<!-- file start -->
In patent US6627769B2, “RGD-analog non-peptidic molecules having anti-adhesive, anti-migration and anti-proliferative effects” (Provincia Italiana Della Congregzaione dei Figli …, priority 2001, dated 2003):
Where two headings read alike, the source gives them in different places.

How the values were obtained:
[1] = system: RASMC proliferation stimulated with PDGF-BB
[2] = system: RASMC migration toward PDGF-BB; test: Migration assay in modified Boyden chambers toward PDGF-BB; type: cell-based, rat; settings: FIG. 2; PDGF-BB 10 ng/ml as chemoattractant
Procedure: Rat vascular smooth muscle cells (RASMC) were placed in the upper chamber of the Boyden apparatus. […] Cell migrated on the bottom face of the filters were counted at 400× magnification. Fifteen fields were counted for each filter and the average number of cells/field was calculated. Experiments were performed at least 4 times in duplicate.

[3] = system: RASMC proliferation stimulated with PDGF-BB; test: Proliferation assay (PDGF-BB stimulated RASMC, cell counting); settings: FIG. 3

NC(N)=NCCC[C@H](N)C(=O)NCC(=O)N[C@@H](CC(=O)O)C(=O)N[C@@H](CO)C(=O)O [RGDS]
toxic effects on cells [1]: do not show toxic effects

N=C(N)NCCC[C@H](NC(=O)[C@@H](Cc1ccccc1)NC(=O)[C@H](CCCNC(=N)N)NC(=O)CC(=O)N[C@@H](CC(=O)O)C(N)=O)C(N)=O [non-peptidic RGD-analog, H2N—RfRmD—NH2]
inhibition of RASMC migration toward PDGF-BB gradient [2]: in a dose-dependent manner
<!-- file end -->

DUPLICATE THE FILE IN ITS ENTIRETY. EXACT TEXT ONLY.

In patent US6627769B2, “RGD-analog non-peptidic molecules having anti-adhesive, anti-migration and anti-proliferative effects” (Provincia Italiana Della Congregzaione dei Figli …, priority 2001, dated 2003):
Where two headings read alike, the source gives them in different places.

How the values were obtained:
[1] = system: RASMC proliferation stimulated with PDGF-BB
[2] = system: RASMC migration toward PDGF-BB; test: Migration assay in modified Boyden chambers toward PDGF-BB; type: cell-based, rat; settings: FIG. 2; PDGF-BB 10 ng/ml as chemoattractant
Procedure: Rat vascular smooth muscle cells (RASMC) were placed in the upper chamber of the Boyden apparatus. […] Cell migrated on the bottom face of the filters were counted at 400× magnification. Fifteen fields were counted for each filter and the average number of cells/field was calculated. Experiments were performed at least 4 times in duplicate.

[3] = system: RASMC proliferation stimulated with PDGF-BB; test: Proliferation assay (PDGF-BB stimulated RASMC, cell counting); settings: FIG. 3

NC(N)=NCCC[C@H](N)C(=O)NCC(=O)N[C@@H](CC(=O)O)C(=O)N[C@@H](CO)C(=O)O [RGDS]
toxic effects on cells [1]: do not show toxic effects

N=C(N)NCCC[C@H](NC(=O)[C@@H](Cc1ccccc1)NC(=O)[C@H](CCCNC(=N)N)NC(=O)CC(=O)N[C@@H](CC(=O)O)C(N)=O)C(N)=O [non-peptidic RGD-analog, H2N—RfRmD—NH2]
inhibition of RASMC migration toward PDGF-BB gradient [2]: in a dose-dependent manner